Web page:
All babies cry—and that’s a good thing. How else would we know if our helpless infants were cold, hungry, lonely or in pain? Traditionally, moms and dads have just been encouraged to keep their chins up and wait until the baby grows out of it. But, that’s easier said than done! So, what are the 5 S's and why are they so important?
Crying Takes a Toll on Babies AND Parents
Typically, babies get increasingly irritable around sundown and can continue for hours. No wonder, parents get concerned, frustrated and very, very tired.
Exhaustion triggered by persistent crying creates huge stress in families, including marital conflict, maternal and paternal depression and obesity. It causes car crashes and other accidents—people make all kinds of poor decisions when stressed and overtired. It also puts babies in danger when a wiped-out parent falls asleep with a baby in his arms, on an unsafe couch or a bed, which increases the risks for SIDS and infant suffocation. And believe it or not, the national costs of complications of infant crying and parental exhaustion total well over $1 billion dollars a year!
My ‘Aha!’ Moment on Calming Babies
Most doctors say that colic (crying for more than 3 hours a day) is a mystery. That’s what I used to say, too, until 1981 when I learned about the!Kung Sanof the Kalahari Desert, whose mothers usually calm their fussy babies in under a minute! The more I thought about it, the more I realized we could be as successful as !Kung parents, but only if we adopt 2 new ideas:
1. All babies are born 3 months early. Newborn horses can run within an hour of birth but not our mushy little babies. A virtual 4th trimester of womb sensations (soft touch, jiggly motion, snug holding, etc.) may just be what they need.
2. The rhythms experienced inside the womb trigger a reflex that keeps babies relaxed. This calming reflex is a virtual off-switch for crying and on-switch for sleep.
The !Kung mothers are master baby calmers because they imitate the womb by carrying and rocking their babies 24/7...and feeding them 3 times an hour.
American parents have long turned to similar womb-mimicking tricks, whether they’ve realized it or not, like going for car rides and turning on the vacuum cleaner to soothe their babies.
The Basics of the 5 S’sMethod for Soothing Babies
Smart parents around the world have invented all kinds of variations on the calming womb-like sensations I’ve dubbed the5 S’s:Swaddle, Side-Stomach Position, Shush, Swing, and Suck.
1. The 1st S: Swaddle
Swaddling recreates the snug packaging inside the womb and is the cornerstone of calming. It decreases startling and increases sleep. And, wrapped babies respond faster to the other 4 S’s and stay soothed longer because their arms can’t wriggle around. To swaddle correctly, wrap arms snug—straight at the side—but let the hips be loose and flexed. Use a large square blanket, but don’t overheat, cover your baby’s head or allow unraveling. Note: Babies shouldn’t be swaddled all day, just during fussing and sleep.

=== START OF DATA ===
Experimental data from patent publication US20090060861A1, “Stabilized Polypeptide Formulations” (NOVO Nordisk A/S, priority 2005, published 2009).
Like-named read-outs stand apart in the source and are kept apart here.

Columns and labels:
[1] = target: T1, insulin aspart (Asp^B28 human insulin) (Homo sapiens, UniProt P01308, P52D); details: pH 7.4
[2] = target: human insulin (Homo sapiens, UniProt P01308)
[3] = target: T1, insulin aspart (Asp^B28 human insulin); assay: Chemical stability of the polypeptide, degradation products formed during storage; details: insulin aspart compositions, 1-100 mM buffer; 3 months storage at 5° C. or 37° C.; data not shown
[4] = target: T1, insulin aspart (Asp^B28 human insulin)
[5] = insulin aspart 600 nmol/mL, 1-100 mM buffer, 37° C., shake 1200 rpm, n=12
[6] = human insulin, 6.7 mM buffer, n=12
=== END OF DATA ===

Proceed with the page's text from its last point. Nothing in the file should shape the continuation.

2. The 2nd S: Side or Stomach Position
The back is the only safe position for sleeping, but it’s the worst position for calming fussiness. This S can be activated by holding a baby on her side, on her stomach or over your shoulder. You’ll see your baby mellow in no time.
3. The 3rd S: Shush
Contrary to myth, babies don’t need total silence to sleep. In the womb, the sound of the blood flow is a shush louder than a vacuum cleaner! But, not all white noise is created equal. Hissy fans and ocean sounds often fail because they lack the womb’s rumbly quality. The best way to imitate these magic sounds is white noise. Happiest Baby’s CD/Mp3 has 6 specially engineered sounds to calm crying and boost sleep.
4. The 4th S: Swing
Life in the womb is very jiggly. (Imagine your baby bopping around inside your belly when you jaunt down the stairs!) While slow rocking is fine for keeping quiet babies calm, you need to use fast, tiny motions to soothe a crying infant mid-squawk. My patients call this movement the “Jell-O head jiggle.” To do it, always support the head/neck, keep your motions small; and move no more than 1 inch back and forth. I really advise watching the DVD to make sure you get it right. (For the safety of your infant, never, ever shake your baby in anger or frustration.)
5. The 5th S: Suck
Sucking is “the icing on the cake” of calming. Many fussy babies relax into a deep tranquility when they suck. Many babies calm easier with a pacifier.
Complete guidance can be found in my Happiest Baby on the Block book and companionDVD/Streaming Video.
The 5 S’s Take PRACTICE to Perfect
The 5 S’s technique only works when done exactly right. The calming reflex is just like the knee reflex: Hit one inch too high or low, and you’ll get no response, but hit the knee exactly right and, presto! If your little one doesn’t soothe with the S’s, watch theHappiest BabyDVD/Streaming Videoagain to get it down pat. Or, check with your doctor to make sure illness isn’t preventing calming.
How Do the 5 S’s Relate to Another Favorite S – Sleep?
The keys to good sleep are swaddling and white noise. In another "Aha!" moment, I realized technology could assist parents with their 4th-trimester duties. So Happiest Baby invented SNOO, an innovative baby bed based on the 5 S’s that helps calm babies and ease them into sleep. Parents especially love when it quickly calms babies for those 2 a.m. wakings!